The Hon. Robert Lighthizer

United States Trade Representative

The Office of the United States Trade Representative

600 17th St. NW

Washington, D.C. 20006

Re: Potential Action: Crystalline Silicon Photovoltaic Cells (Whether or Not Partially or Fully Assembled into Other Products)

On behalf of the R Street Institute, a pragmatic free-market think tank headquartered in Washington, D.C., I write to register our opposition to the relief suggested by the International Trade Commission (ITC) – tariffs up to 35 percent – in the above-captioned investigation. If imposed by President Trump, restrictions on imported solar cells would have disastrous consequences for the economy as well as the environment. Instead, the president should provide trade adjustment measures to the petitioners or narrowly tailor the remedy by exempting imports from countries with which we have free trade agreements (FTAs).

Adjustment Assistance Measures, Not Import Restrictions, Are Appropriate

Placing import restrictions – tariffs, tariff-rate quotas, price floors, etc. – would be inappropriate in the above-captioned case for a myriad of reasons. The better alternative is to provide adjustment assistance to the petitioners or exempt imports from countries with which we have FTAs from any final remedy.

R Street believes the president should implement trade adjustment assistance (TAA) measures rather than burdening the broader solar industry with tariffs. TAA can provide displaced workers with grants to receive training for new careers, career counseling and direct financial assistance. Potential tariffs, on the other hand, will destroy far more American jobs than would be saved at the two petitioners’ companies.

Another potential adjustment measure for the president to consider is to provide direct technical expertise. The president has the power to direct the U.S. Commerce Department to provide technical assistance to the petitioners so they have the capability to compete in the fast-growing utility segment of the solar market. As has been documented in the case, the petitioners did not compete in the largest segment of the solar market – the large-scale utility market. As a consequence, utilities had to search abroad for the solar products they needed to meet demand. Providing the petitioners with technical expertise to help them compete in this segment would be much wiser than imposing restrictions on the entire industry, including competitors who did recognize a shift in the market and met demand.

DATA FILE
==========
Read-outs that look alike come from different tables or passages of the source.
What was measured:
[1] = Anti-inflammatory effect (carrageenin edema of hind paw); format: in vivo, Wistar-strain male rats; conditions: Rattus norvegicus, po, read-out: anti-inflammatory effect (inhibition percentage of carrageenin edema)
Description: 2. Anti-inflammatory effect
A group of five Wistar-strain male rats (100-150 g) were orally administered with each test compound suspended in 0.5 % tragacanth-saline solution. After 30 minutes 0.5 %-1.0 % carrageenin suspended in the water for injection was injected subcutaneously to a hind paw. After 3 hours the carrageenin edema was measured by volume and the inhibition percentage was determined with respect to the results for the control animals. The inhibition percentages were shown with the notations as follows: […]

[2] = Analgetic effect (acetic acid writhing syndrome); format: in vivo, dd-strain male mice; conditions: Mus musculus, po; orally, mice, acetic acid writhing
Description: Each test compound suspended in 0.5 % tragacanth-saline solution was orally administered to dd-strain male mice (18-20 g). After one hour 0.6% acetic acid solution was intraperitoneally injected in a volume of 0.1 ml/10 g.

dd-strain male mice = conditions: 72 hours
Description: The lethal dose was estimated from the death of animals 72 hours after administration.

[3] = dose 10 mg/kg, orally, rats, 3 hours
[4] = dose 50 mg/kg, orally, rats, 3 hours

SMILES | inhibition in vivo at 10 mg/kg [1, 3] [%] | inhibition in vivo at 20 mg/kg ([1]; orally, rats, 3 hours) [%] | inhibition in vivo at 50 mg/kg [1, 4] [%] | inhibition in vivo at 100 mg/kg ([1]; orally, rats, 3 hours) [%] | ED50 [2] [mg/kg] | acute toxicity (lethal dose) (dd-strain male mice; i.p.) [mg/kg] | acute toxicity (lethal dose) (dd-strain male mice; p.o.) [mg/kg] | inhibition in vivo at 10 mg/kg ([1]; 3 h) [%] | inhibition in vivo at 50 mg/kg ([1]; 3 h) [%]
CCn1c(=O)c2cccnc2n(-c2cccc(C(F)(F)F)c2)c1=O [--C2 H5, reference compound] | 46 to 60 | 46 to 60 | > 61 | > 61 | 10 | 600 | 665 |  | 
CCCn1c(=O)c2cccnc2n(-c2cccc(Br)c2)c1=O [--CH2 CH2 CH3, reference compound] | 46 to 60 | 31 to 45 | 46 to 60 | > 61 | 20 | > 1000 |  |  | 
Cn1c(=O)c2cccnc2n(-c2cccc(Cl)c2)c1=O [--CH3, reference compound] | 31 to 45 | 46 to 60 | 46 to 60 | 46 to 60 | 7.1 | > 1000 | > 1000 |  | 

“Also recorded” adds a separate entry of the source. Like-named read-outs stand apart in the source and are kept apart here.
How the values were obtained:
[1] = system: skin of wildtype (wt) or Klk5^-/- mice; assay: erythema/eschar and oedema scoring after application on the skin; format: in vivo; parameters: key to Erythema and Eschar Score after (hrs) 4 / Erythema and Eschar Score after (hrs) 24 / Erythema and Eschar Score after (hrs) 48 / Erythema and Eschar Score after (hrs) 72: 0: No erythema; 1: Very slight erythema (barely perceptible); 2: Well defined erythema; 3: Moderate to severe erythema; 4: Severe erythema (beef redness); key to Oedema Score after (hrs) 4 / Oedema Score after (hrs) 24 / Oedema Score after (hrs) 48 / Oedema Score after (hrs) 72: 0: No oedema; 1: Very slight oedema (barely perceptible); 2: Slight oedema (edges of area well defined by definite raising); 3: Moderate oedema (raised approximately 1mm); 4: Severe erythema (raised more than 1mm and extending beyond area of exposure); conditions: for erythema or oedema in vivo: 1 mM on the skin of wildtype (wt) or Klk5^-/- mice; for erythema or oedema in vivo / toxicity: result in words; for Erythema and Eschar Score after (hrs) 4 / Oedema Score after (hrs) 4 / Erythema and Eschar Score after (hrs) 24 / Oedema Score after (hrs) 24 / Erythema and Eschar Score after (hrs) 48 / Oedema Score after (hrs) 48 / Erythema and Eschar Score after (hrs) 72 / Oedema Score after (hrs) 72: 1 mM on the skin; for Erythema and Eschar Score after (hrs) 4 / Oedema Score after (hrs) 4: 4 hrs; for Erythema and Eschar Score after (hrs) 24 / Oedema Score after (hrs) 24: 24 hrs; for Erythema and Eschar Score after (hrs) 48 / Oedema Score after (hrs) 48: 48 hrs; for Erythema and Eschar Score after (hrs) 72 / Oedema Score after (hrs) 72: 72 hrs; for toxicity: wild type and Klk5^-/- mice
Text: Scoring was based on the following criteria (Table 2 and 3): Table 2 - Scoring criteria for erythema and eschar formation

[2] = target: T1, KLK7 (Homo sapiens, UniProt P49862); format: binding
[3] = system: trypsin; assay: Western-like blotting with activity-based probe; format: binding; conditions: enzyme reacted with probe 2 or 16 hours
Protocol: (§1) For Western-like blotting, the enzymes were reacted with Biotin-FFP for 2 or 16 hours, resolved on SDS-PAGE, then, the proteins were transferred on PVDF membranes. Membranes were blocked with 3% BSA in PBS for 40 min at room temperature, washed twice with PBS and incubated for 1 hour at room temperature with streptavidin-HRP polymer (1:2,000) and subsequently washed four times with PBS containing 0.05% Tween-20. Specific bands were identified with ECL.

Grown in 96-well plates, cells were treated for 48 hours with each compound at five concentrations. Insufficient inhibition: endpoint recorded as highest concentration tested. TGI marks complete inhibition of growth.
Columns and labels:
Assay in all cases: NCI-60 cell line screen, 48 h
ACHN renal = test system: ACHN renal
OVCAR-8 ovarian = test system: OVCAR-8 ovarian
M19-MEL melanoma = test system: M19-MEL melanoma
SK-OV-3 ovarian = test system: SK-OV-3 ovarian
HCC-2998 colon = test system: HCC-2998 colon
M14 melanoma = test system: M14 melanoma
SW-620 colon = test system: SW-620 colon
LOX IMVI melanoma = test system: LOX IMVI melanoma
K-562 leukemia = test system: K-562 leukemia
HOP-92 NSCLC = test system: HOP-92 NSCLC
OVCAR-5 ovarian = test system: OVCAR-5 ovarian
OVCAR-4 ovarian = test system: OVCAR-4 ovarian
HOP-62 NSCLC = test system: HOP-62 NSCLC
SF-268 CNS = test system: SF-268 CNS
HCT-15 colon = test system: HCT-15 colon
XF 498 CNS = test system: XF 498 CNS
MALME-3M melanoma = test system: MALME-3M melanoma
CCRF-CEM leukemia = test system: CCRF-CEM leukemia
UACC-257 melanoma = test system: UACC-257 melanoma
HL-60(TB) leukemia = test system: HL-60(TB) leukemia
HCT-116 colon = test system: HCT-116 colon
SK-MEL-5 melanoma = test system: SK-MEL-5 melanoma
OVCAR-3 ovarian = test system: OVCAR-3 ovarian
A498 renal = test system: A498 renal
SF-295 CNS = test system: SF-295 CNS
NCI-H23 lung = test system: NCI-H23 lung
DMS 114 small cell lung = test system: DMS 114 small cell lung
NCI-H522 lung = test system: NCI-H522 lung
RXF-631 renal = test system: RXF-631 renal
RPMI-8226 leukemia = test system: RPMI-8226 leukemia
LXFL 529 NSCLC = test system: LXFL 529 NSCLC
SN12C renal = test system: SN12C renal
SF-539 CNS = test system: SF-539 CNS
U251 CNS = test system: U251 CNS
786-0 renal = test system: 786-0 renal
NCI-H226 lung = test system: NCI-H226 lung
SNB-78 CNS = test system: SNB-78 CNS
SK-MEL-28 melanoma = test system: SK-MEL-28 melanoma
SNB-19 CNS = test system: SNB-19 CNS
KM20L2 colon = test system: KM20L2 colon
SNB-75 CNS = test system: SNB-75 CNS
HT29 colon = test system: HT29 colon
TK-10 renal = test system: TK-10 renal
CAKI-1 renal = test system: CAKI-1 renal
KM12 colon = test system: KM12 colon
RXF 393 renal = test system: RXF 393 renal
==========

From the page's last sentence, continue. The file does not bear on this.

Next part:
If President Trump favors enacting trade restrictions, he should exempt imports from countries with which we have free trade agreements (FTAs). Under the relevant statute, the president is not required to recommend the remedy be applied to all countries covered by an affirmative injury-finding. Indeed, the domestic safeguard statute and our commitments under the World Trade Organization’s (WTO) Agreement on Safeguards permit the ITC to recommend exempting from its final proposed remedy imports from countries with which the United States has FTAs.